And to finish off, we received a little bag of goodies, complete with a little printed menu that smelt like liquorice / an old fashioned sweet shop. I choose to take all of my sweets home with me – they were so cute it took a great effort to eat them!
Inside the bag we had:
Aerated chocolate – Mandarin Jelly. The bottom layer was aerated chocolate (like Aero) and the top was a mandarin filling.
Coconut Baccy – coconut shreds infused with an aroma of Black Cavendish Tobacco. The strips of coconut were wrapped up in what looked like a tobacco pouch!
Apple Pie Caramel. It had an edible wrapper and was sweet and sour and apple.
And finally, the Queen of Hearts, which came in a little envelope with a red edible seal.
The Queen of Hearts was white chocolate printed on both sides to look like a playing card. Inside the thin chocolate was a berry compote!
Price wise, only the tasting menu is available, which is £150 pp, plus an optional 12.5% service charge. With champagne, wine and cheese, it definitely added up to a pricey meal (our four glasses of champagne were almost £100!). Was it worth it? I think so! Everything was impeccable – the service, the food, and the ambiance. Service was cheerful and witty (and mostly French!), and also unobtrusive but available whenever required.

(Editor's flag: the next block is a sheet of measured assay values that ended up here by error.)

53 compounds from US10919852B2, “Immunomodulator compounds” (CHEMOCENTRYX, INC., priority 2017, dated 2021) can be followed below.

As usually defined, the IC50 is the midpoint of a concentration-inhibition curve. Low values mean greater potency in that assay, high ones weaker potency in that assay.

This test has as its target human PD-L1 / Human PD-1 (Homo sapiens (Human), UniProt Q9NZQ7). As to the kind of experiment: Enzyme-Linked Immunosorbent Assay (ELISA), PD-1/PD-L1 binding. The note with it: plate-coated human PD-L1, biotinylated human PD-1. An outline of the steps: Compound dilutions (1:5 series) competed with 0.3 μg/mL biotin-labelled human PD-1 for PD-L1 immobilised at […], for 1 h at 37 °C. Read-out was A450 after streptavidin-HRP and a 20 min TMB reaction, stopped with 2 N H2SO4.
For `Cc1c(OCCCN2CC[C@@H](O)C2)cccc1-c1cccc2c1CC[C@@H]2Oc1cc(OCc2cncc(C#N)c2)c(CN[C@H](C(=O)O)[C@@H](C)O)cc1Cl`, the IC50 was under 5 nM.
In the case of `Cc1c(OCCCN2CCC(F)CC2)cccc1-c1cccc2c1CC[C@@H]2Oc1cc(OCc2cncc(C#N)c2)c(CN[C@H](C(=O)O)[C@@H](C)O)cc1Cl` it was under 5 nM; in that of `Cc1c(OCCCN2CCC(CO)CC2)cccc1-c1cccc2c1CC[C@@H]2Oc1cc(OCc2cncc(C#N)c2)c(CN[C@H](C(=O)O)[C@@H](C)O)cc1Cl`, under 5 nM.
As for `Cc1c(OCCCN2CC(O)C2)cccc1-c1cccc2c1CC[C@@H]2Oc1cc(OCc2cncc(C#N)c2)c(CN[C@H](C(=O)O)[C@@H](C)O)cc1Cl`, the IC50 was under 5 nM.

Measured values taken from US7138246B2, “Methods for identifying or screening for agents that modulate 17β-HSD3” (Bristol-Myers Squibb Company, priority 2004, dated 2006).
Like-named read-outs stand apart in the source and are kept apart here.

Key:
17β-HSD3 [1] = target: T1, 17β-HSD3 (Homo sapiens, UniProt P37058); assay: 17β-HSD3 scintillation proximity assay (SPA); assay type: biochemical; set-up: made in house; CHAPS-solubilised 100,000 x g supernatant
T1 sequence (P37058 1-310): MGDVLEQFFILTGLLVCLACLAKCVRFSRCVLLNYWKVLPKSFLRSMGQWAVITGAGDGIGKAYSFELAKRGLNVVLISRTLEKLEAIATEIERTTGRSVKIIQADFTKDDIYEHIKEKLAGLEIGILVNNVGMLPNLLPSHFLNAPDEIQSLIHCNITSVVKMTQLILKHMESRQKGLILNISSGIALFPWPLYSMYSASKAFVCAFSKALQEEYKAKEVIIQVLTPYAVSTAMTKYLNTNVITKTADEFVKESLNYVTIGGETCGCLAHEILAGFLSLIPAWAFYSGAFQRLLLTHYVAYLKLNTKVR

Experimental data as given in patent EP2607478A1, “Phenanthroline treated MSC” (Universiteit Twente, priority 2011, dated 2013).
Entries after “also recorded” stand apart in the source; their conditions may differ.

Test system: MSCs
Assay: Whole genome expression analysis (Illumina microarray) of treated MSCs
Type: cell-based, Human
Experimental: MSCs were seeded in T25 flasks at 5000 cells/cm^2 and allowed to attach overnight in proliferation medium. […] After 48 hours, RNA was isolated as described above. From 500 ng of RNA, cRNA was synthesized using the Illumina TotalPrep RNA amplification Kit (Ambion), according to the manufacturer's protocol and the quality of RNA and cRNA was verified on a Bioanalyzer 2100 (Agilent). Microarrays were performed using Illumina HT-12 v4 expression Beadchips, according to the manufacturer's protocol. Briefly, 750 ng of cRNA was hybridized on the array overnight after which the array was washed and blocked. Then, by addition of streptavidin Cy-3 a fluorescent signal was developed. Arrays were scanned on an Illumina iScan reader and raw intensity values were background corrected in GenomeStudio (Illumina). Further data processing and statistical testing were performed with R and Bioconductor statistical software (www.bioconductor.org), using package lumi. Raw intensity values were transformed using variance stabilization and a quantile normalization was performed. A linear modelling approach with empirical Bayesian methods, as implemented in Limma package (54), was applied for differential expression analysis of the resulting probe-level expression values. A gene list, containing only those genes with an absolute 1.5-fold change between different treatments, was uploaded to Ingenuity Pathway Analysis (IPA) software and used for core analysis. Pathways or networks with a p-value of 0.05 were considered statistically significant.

I didn’t have a favourite dish, as I can’t pick just one! I enjoyed them all! All the food was beautifully presented and tasted amazing. I also loved the small perfect details, the sense of fun, the entertainment, and whimsy, that was apparent in the food. That was what lifted the meal beyond just food and a regular restaurant – it was an experience unlike any I’ve ever had. As the meal progressed, we sat there eagerly anticipating what was to come, and chatting about what we had just eaten. It was fun and thought provoking, but every component of all the dishes remained delicious.
I could honestly gush about it forever. I’m firmly in the love camp, but not everyone feels the same way about The Fat Duck, so if you want a different opinion: google it (there’s far too many posts written about it for me to link to). It was delightful, and I definitely hope to go back one day!
The Fat Duck
High Street, Bray
Berkshire SL6 2AQ
Phone: +44 (0) 1628 580 333